State v. Hirning

Annotate this Case
Justia Opinion Summary

The Supreme Court affirmed Defendant's conviction for possession of a controlled substance, holding that the circuit court judge did not err when he continued to preside over Defendant's case after Defendant filed an affidavit for change of judge.

Defendant pleaded guilty to possession of a controlled substance. The circuit court, the Honorable Tony Portra presiding, received Defendant's guilty plea. The Supreme Court reversed. On remand, instead of consulting his appointed counsel, Defendant filed an affidavit for change of judge. Judge Portra denied Defendant's request for change of judge. Thereafter, Defendant pled guilty to one count of possession of a controlled substance. Defendant later filed an application for a writ of habeas corpus. The habeas court granted the writ and ordered that Defendant be resentenced. The court imposed the same sentence. The Supreme Court affirmed, holding (1) Judge Portra violated S.D. Codified Laws 15-12-22 by presiding over the hearing on Defendant's affidavit for a change of judge and determining that Defendant's affidavit was not properly filed; but (2) because Defendant was not entitled to file the affidavit, Judge Portra's non-compliance with section 15-12-22 did not deprive the court of authority to accept Defendant's guilty plea and impose a sentence.

Download PDF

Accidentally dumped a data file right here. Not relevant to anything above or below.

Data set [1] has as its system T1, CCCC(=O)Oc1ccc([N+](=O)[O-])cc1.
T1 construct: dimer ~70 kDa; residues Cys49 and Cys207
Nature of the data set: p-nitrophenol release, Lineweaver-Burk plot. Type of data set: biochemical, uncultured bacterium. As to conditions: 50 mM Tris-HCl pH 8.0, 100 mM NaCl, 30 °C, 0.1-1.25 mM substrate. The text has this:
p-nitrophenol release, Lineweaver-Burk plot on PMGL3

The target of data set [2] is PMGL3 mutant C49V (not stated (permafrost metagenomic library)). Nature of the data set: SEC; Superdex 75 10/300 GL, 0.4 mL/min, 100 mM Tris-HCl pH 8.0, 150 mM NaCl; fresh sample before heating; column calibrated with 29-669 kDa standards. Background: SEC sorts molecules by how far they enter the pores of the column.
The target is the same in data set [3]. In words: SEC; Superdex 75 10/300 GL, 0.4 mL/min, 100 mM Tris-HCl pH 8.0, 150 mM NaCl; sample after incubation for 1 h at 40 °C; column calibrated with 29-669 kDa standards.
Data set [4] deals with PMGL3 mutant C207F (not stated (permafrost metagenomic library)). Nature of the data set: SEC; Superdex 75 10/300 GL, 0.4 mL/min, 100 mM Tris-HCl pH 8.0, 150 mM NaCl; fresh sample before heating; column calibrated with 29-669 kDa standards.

#28665-a-PER CURIAM 2020 S.D. 29 IN THE SUPREME COURT OF THE STATE OF SOUTH DAKOTA **** STATE OF SOUTH DAKOTA, Plaintiff and Appellee, v. MILO WALTER HIRNING, Defendant and Appellant. **** APPEAL FROM THE CIRCUIT COURT OF THE FIFTH JUDICIAL CIRCUIT BROWN COUNTY, SOUTH DAKOTA **** THE HONORABLE TONY L. PORTRA Judge **** JASON R. RAVNSBORG Attorney General JOHN M. STROHMAN Assistant Attorney General Pierre, South Dakota Attorneys for plaintiff and appellee. BRANDON M. TALIAFERRO Aberdeen, South Dakota Attorney for defendant and appellant. **** CONSIDERED ON BRIEFS APRIL 29, 2019 OPINION FILED 05/27/20 #28665 PER CURIAM [¶1.] Milo Hirning (Hirning) appeals from a judgment of conviction for possession of a controlled substance. Hirning contends the circuit court judge erred when he continued to preside on Hirning’s case after Hirning filed an affidavit for change of judge. He claims the error was jurisdictional. We affirm. Facts and Procedural History [¶2.] In 2010, Hirning pleaded guilty to one count of possession of a controlled substance and admitted to a part II information as a habitual offender. In exchange for Hirning’s plea, the State agreed to dismiss other drug related offenses against Hirning. The circuit court, the Honorable Tony Portra presiding, received Hirning’s guilty plea and sentenced Hirning to twenty-five years in the penitentiary, with seven years suspended. On direct appeal, this Court reversed and remanded the case, determining that Hirning’s waiver of counsel before he entered his guilty plea was not voluntary, knowing, and intelligent. State v. Hirning, 2011 S.D. 59, 804 N.W.2d 422. [¶3.] On remand, the circuit court appointed counsel for Hirning. Despite being represented by counsel, Hirning wrote an ex parte letter to Judge Portra, dated December 2, 2011, requesting Judge Portra recuse himself from the case. Judge Portra contacted Hirning’s counsel and instructed the matter “be addressed through counsel.” Days later, on December 12, 2011, Hirning wrote an ex parte letter to Presiding Judge Von Wald, informing him of his letter to Judge Portra and requesting an answer to his informal request for recusal. Judge Von Wald instructed Hirning to discuss the matter with counsel. Instead of consulting his -1- #28665 counsel, Hirning filed an affidavit for change of judge on December 27, 2011. Hirning’s counsel subsequently requested the matter be set for a hearing. [¶4.] Judge Portra presided over the hearing on Hirning’s affidavit for change of judge. Judge Portra denied Hirning’s request for change of judge because Hirning had previously requested a change of judge before Judge Portra had been assigned to the case. 1 Judge Portra also determined the affidavit for change of judge was untimely. Judge Portra entered findings of fact, conclusions of law, and order denying Hirning’s affidavit for change of judge on February 10, 2012. [¶5.] Hirning subsequently entered into a plea agreement with the State. The terms of the agreement, although not set forth in the record, appear substantially similar to the agreement made before the case was remanded. Hirning pleaded guilty to one count of possession of a controlled substance and admitted to the part II habitual offender information, and the State dismissed the remaining charges. Once again, Judge Portra sentenced Hirning to twenty-five years in the penitentiary, with seven years suspended. The court entered a judgment of conviction on March 29, 2012. [¶6.] Shortly after the court entered the judgment, Hirning sent letters to his trial counsel and the circuit court expressing his desire to appeal from the final judgment of conviction. After receiving no response, Hirning filed a pro se direct appeal. Hirning’s appellate counsel failed to file a brief in the matter, and as a result, this Court dismissed Hirning’s appeal by order. 1. On May 17, 2010, Hirning sent a letter to Judge Flemmer requesting he recuse himself. Judge Flemmer acquiesced in Hirning’s request and Presiding Judge Von Wald assigned Judge Portra to the case. -2- #28665 [¶7.] On March 27, 2014, Hirning filed an application for a writ of habeas corpus. Among other claims, Hirning alleged he received ineffective assistance of appellate counsel, which resulted in the dismissal of his 2012 direct appeal. At the hearing on the writ, the State stipulated that Hirning’s appellate counsel was ineffective and agreed that the appropriate remedy was to resentence Hirning in the criminal case to revive his time for direct appeal. The habeas court granted the writ of habeas corpus and ordered that Hirning be resentenced. [¶8.] Following the habeas proceedings, Hirning appeared before Judge Portra and again pleaded guilty to the charge of possession of a controlled substance and the part II habitual offender information. The court imposed the same sentence of twenty-five years in the penitentiary, with seven years suspended. The court entered the judgment of conviction. [¶9.] Hirning appeals from the conviction. He raises the following issue— whether the circuit court erred by continuing to act on Hirning’s case after Hirning filed an affidavit for change of judge and, if so, whether the error deprived the circuit court of jurisdiction. Analysis and Decision [¶10.] SDCL 15-12-22 provides that when an affidavit for change of judge is “properly filed that named judge . . . shall proceed no further in said action and shall thereupon be disqualified as to any further acts with reference thereto unless otherwise ordered to proceed by the presiding judge of the circuit involved.” See also Legendary Loan Link, Inc. v. Larson, 2017 S.D. 25, ¶ 7, 896 N.W.2d 267, 269 (“When an affidavit for change of judge has been properly filed, the judge cannot -3- #28665 proceed any further in the action and is deemed disqualified . . . .”). Further, the judge named in the affidavit is not permitted by our rules to determine whether the affidavit was properly filed. Rather, SDCL 15-12-32 provides that the presiding judge of the circuit must determine whether “the affidavit is timely and that the right to file the affidavit has not been waived or is not otherwise legally defective . . . .” See State v. Tapio, 432 N.W.2d 268, 271 (S.D. 1988). [¶11.] In State v. Peterson, 531 N.W.2d 581, 583 (S.D. 1995), the Court concluded that a properly filed affidavit for change of judge deprives the challenged judge of jurisdiction, and “all subsequent orders and judgments are void.” See also State v. Johnson, 2004 S.D. 135, ¶ 8, 691 N.W.2d 319, 322. 2 In Legendary Loan, however, we held that the rule voiding all subsequent orders and judgments after a 2. Courts are divided on whether the violation of a procedural court rule can deprive a court of jurisdiction. The Arizona Supreme Court held that a court procedural rule for a peremptory challenge of a judge, such as SDCL chapter 15-12, cannot deprive the challenged judge of subject matter jurisdiction. See Taliaferro v. Taliaferro, 921 P.2d 21, 23 (Ariz. 1996) (en banc). “This court could not, under its rule making power, detract from the constitutional grant of jurisdiction. Whatever the effect of an erroneous failure to honor a notice of change of judge, it cannot shrink the subject matter jurisdiction of that court to hear and determine the proceeding before it.” Id. See also Hamer v. Neighborhood Hous. Servs. of Chicago, __ U.S. __, __, 138 S. Ct. 13, 17, 199 L. Ed. 2d 249 (2017) (quoting Owen Equip. & Erection Co. v. Kroger, 437 U.S. 365, 370, 98 S. Ct. 2396, 57 L. Ed. 2d. 274 (1978)) (“It is axiomatic that the Federal Rules of Civil Procedure do not create or withdraw federal jurisdiction.”). Other courts have held that peremptory motions for change of judge deprive the challenged judge of jurisdiction, or otherwise render the judge’s subsequent orders void or invalid. See Turnipseed v. Truckee-Carson Irrigation Dist., 13 P.3d 395, 400 (Nev. 2000); Pawlowski v. Pawlowski, 925 P.2d 240, 242 (Wyo. 1996); Erickson v. Hart, 750 P.2d 1089, 1091 (Mont. 1988); In re Marshall, 515 S.W.3d 420, 422 (Tex. App. 2017); People v. Tate, 89 N.E.3d 766, 773 (Ill. App. Ct. 2017); A.T. v. G.T., 960 N.E.2d 878, 882 (Ind. Ct. App. 2012). Because Hirning was not entitled to file an affidavit for change of judge, it is unnecessary to further consider Peterson or address Hirning’s jurisdiction arguments. -4- #28665 party files an affidavit for a change of judge is conditioned upon the applicability of SDCL 15-12-32 in the first instance. 2017 S.D. 25, ¶ 7, 896 N.W.2d at 269. Therefore, when a party is not entitled to file an affidavit under chapter 15-12, the circuit court’s subsequent non-compliance with the rule does not deprive it of the subject matter jurisdiction to which it is otherwise authorized to exercise. [¶12.] In Legendary Loan, the appellant did not file an affidavit for change of judge until the judge presiding in the case had already ruled on several motions over a period of months. The judge continued to act in the case after the appellant filed an affidavit for change of judge, without a formal order memorializing the email of the presiding judge of the circuit allowing the judge to continue to act. Id. ¶¶ 4-5, 896 N.W.2d at 268-69. Citing Peterson, the appellant argued that the consequence for the judge’s continued action in the case was that all subsequent orders and judgments were void. Id. ¶ 6, 896 N.W.2d at 269. We rejected the argument, however, after concluding that “in order to file an affidavit for change of judge, a party must be ‘entitled to do so.’” Id. ¶ 8; see also SDCL 15-12-21 (providing that an affidavit for change of judge may be filed “[u]nless the right is waived or is denied by this chapter . . . .”). [¶13.] Here, Hirning was not entitled to seek Judge Portra’s removal under the provisions of SDCL 15-12-24. Hirning initially pleaded guilty and was sentenced by Judge Portra in 2010 on the charge of possession of a controlled substance. On remand from this Court, Hirning filed his first peremptory recusal of Judge Portra by filing an affidavit for change of judge on December 27, 2011. SDCL 15-12-24 provides that submission to a judge of “argument or proof in support of a -5- #28665 motion or application . . . is a waiver of the right thereafter to file an affidavit for change of such judge . . . .” The “waiver shall continue until the final determination of the action and includes all subsequent . . . proceedings, trials, new trials, and all proceedings to enforce, amend, or vacate any order or judgment.” Id. “A guilty plea is ‘proof’ on an ‘application’ . . . .” State v. Burgers, 1999 S.D. 140, ¶ 12, 602 N.W.2d 277, 280. A party waives a right to file an affidavit for change of judge by entering a guilty plea. Id. Further, “[w]here a remanded matter is a continuation of the original proceeding, rather than a new one, the judge may not be changed by way of affidavit.” State v. Lohnes, 432 N.W.2d 77, 82 (S.D. 1988) (citing Matter of Est. Certain Terr. Elec. Boundaries, 318 N.W.2d 118 (S.D. 1982)). [¶14.] In addition to waiving his right to file an affidavit under SDCL 15-12- 24, Hirning was no longer entitled to file an affidavit because he had previously requested a change of judge in 2010, which was granted. SDCL 15-12-25 provides, in pertinent part, that “[n]ot more than one change of judge or magistrate shall be granted on request and/or affidavit made by or on behalf of the same party . . . .” By informally requesting a prior change of judge, Hirning no longer had a right to file the December 27, 2011 affidavit. [¶15.] Judge Portra violated SDCL 15-12-22 by presiding over the hearing on Hirning’s affidavit for a change of judge and determining that Hirning’s affidavit was not properly filed. Under SDCL 15-12-32, only the presiding judge of the circuit could determine whether Hirning’s affidavit was timely and whether Hirning had a right to file the affidavit. Nonetheless, because Hirning was not entitled to file the affidavit, Judge Portra’s non-compliance with SDCL chapter 15-12, did not -6- #28665 deprive the court of authority to accept Hirning’s guilty plea and impose a sentence. We affirm. [¶16.] GILBERTSON, Chief Justice, and KERN, SALTER, Justices, and WILBUR, Retired Justice, concur. -7-